This city is only fifty kilometers from Wuhan and at one time was the seat of government for Hubei province. A quick glance online showed several sites worth visiting. In all it looked like a pretty town.
I took a bus. Theoretically it should have only taken me an hour to get here but for some reason we drove around Wuhan for an hour before even hitting the highway. Far be it for me to question the driver. Besides, I got to look at some stuff I'd not yet seen in my home of 4 years. Some of it even bears closer scrutiny. That will be for when I return.
We arrived at Ezhou around 5pm, just as I'd figured. True I could have gotten there earlier, gotten up earlier, left the house earlier, but I'm just not an 'earlier' type of person. I had to see to my dear nephew Matthew, who was in a car wreck a few days ago and is still in ICU. Fortunately he was wearing his seat belt so, when the car he was in flipped, rolled and smacked into a tree he was securely strapped in. Not so his friends in the back seat. One of them is seriously injured while the other escaped virtually unharmed.
Besides, I figured: by getting there late afternoon I would have plenty of time to find a hotel and look around a bit.
Speaking of looking...
as you might know, I make it a point to not cyber-sightsee. Usually I pick a destination, look for ways to get there (train or long distance bus) and scout for possible accommodations. This travel season I have to be especially frugal because I did not behave in a fiscally responsible manner all this year. All of the other hotels in Ezhou seemed to be rather pricey but the one I had my sights set on offered rooms for less than 150Yuan per night. That's my kind of place!
Generally, if I can locate the train station I can find my way around any town. Usually the bus station is not far from the train station. According to that inn's site, it was located 4.5km from the train station, and the directions were simple. I figured I could easily walk that distance. Famous last words.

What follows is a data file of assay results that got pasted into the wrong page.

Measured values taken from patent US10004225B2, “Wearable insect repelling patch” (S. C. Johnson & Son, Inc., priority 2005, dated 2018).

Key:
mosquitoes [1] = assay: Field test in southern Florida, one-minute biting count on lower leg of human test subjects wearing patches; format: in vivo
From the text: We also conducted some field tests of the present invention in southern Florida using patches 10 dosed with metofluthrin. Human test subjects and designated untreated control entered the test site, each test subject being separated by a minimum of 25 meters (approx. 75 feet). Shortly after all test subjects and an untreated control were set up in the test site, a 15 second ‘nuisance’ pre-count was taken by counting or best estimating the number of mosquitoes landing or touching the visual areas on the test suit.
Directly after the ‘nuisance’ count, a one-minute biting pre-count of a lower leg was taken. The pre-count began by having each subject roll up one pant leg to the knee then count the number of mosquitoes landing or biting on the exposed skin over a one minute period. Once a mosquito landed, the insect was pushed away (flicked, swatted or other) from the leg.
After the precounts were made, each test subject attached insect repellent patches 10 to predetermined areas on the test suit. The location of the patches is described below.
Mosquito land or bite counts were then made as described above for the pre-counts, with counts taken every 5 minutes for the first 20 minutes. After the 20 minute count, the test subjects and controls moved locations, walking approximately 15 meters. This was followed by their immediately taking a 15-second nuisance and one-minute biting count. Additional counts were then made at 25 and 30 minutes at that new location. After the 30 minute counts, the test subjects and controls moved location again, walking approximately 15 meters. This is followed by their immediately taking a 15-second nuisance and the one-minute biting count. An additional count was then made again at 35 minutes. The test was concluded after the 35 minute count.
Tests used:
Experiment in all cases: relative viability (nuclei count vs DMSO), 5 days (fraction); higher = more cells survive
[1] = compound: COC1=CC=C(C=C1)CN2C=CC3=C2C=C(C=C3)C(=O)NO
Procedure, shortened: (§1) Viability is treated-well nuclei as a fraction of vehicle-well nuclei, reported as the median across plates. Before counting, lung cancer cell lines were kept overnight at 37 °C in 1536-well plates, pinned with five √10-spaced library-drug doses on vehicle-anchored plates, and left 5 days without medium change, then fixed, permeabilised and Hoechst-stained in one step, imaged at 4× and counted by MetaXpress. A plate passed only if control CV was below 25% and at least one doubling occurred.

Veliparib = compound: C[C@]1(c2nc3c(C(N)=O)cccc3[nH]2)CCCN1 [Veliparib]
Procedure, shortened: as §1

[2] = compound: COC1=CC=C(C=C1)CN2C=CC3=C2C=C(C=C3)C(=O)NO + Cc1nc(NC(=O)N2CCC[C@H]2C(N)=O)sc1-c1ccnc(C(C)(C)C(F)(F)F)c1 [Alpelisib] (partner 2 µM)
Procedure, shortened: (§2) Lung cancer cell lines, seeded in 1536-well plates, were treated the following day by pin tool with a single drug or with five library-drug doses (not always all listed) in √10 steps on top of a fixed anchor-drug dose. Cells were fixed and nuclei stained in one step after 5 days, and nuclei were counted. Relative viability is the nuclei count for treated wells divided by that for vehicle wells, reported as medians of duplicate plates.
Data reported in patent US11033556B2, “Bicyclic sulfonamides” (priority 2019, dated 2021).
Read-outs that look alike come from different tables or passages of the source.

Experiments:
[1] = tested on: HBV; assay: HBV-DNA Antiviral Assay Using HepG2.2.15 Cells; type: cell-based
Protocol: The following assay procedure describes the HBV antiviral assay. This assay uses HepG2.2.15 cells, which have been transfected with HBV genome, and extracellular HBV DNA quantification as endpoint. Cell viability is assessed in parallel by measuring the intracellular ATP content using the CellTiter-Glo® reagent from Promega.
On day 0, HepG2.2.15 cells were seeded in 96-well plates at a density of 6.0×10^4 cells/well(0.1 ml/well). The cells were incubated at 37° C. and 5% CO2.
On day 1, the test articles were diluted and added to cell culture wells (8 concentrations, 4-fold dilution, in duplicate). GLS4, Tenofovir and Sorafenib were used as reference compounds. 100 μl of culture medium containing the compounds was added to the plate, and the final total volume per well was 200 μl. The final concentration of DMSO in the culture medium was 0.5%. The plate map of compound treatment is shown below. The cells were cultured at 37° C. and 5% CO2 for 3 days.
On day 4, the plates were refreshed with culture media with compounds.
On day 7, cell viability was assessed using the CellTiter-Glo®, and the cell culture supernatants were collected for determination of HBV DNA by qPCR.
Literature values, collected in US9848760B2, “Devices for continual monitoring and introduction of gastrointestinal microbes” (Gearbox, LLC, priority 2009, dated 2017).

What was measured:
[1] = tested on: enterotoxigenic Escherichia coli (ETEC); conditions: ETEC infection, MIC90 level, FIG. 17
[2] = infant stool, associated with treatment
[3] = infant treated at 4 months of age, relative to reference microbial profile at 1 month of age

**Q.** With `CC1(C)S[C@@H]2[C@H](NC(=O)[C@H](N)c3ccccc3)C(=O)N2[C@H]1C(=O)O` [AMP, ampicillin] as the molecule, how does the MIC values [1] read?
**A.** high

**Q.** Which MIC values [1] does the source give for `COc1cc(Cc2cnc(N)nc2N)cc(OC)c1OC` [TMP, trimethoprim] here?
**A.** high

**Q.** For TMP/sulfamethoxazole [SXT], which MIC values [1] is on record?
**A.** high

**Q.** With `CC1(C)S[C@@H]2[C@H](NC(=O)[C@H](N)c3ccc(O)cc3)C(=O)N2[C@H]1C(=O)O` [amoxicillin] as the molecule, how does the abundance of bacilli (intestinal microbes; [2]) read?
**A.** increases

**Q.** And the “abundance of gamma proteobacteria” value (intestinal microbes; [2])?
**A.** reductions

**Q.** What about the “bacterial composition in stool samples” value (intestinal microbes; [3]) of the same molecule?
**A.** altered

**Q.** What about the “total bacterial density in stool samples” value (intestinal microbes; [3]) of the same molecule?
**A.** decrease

There is a lot of 'abandoned' in Ezhou: buildings, factories and the like, and long stretches of water and wilderness interspersed with islands of population. Through it all, pavement. There are 'ring roads' – loops around the city, the name of which only changes according to the direction of travel. None of that showed up on the map I consulted. Furthermore, the bus station was in a desolate part of town. I had yet to see the train station. (When I did, the next day, I was impressed!)
Despite the less than encouraging surroundings I started walking. And melting. Though not quite as hot as Wuhan, Ezhou is still a suck oven. It took me no time at all to trickle and my back, bearing my pack, was uncomfortably wet. “It is all a part of the experience” I thought, grinning through my sweat.
The wide boulevard could be safely crossed via tunnel. In this tunnel that also featured a furniture shop with a row of chairs set against the tunnel wall I met 2 gentlemen, from whom I asked directions to the train station. In spite of the heat I was determined to 'adventure'. They couldn't get over my speaking Chinese, so we bantered a few minutes before they told me I should take bus #5. It would be a long walk, they averred. Climbing out of the tunnel and back into the heat, I agreed with them and looked for a bus stop.
Then, I reasoned: if I was going to ride a bus, why not straight to the hotel? I asked some waiting passengers which bus to board for Feng Huang Lu. One kind fellow said #9 would be the bus for me. So far, so good.
And then not so good. I carried the memory of the map I had consulted online and hotel's name and address on a piece of paper. Nothing looked like what I saw online and everyone seemed to have a different opinion of where the hotel was. I tried walking for a while after the latest instruction to debark and not being where I wanted to be.